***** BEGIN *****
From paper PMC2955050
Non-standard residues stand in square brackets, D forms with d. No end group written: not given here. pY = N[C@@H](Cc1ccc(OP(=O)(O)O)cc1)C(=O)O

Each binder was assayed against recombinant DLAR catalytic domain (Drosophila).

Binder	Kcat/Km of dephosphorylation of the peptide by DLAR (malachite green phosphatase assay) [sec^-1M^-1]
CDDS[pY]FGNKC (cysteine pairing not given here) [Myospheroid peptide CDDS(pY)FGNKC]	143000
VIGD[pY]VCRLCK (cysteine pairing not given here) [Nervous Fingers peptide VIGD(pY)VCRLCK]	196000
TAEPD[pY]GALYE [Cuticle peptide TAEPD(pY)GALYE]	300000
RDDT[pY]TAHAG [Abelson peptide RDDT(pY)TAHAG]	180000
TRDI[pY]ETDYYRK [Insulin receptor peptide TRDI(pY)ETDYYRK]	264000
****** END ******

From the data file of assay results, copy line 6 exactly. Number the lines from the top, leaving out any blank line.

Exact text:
VIGD[pY]VCRLCK (cysteine pairing not given here) [Nervous Fingers peptide VIGD(pY)VCRLCK]	196000